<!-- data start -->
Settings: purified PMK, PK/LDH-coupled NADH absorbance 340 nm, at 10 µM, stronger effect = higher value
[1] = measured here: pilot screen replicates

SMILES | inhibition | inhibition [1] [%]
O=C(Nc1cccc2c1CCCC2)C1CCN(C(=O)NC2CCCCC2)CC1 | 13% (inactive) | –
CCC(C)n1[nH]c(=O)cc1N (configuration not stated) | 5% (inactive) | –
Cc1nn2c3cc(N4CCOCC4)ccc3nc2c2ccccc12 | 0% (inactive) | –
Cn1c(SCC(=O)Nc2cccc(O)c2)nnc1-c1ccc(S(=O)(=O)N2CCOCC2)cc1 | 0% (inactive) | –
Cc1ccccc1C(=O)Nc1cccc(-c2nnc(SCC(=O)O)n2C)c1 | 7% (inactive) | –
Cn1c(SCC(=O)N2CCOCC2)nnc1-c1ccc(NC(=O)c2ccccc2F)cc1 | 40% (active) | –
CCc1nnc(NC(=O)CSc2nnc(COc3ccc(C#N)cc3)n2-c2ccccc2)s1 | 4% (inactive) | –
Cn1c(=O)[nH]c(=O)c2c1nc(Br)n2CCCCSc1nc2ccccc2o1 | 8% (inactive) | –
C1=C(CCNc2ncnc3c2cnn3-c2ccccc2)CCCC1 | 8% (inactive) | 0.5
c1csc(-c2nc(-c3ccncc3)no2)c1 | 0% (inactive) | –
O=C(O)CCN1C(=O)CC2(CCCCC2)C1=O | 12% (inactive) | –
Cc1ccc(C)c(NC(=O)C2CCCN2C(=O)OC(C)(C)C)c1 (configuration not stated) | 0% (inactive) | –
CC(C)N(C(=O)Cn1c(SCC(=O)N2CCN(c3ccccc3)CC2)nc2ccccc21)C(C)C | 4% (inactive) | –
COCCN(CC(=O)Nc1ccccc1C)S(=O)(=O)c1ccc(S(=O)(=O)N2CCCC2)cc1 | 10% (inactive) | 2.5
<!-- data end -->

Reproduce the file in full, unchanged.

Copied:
Settings: purified PMK, PK/LDH-coupled NADH absorbance 340 nm, at 10 µM, stronger effect = higher value
[1] = measured here: pilot screen replicates

SMILES | inhibition | inhibition [1] [%]
O=C(Nc1cccc2c1CCCC2)C1CCN(C(=O)NC2CCCCC2)CC1 | 13% (inactive) | –
CCC(C)n1[nH]c(=O)cc1N (configuration not stated) | 5% (inactive) | –
Cc1nn2c3cc(N4CCOCC4)ccc3nc2c2ccccc12 | 0% (inactive) | –
Cn1c(SCC(=O)Nc2cccc(O)c2)nnc1-c1ccc(S(=O)(=O)N2CCOCC2)cc1 | 0% (inactive) | –
Cc1ccccc1C(=O)Nc1cccc(-c2nnc(SCC(=O)O)n2C)c1 | 7% (inactive) | –
Cn1c(SCC(=O)N2CCOCC2)nnc1-c1ccc(NC(=O)c2ccccc2F)cc1 | 40% (active) | –
CCc1nnc(NC(=O)CSc2nnc(COc3ccc(C#N)cc3)n2-c2ccccc2)s1 | 4% (inactive) | –
Cn1c(=O)[nH]c(=O)c2c1nc(Br)n2CCCCSc1nc2ccccc2o1 | 8% (inactive) | –
C1=C(CCNc2ncnc3c2cnn3-c2ccccc2)CCCC1 | 8% (inactive) | 0.5
c1csc(-c2nc(-c3ccncc3)no2)c1 | 0% (inactive) | –
O=C(O)CCN1C(=O)CC2(CCCCC2)C1=O | 12% (inactive) | –
Cc1ccc(C)c(NC(=O)C2CCCN2C(=O)OC(C)(C)C)c1 (configuration not stated) | 0% (inactive) | –
CC(C)N(C(=O)Cn1c(SCC(=O)N2CCN(c3ccccc3)CC2)nc2ccccc21)C(C)C | 4% (inactive) | –
COCCN(CC(=O)Nc1ccccc1C)S(=O)(=O)c1ccc(S(=O)(=O)N2CCCC2)cc1 | 10% (inactive) | 2.5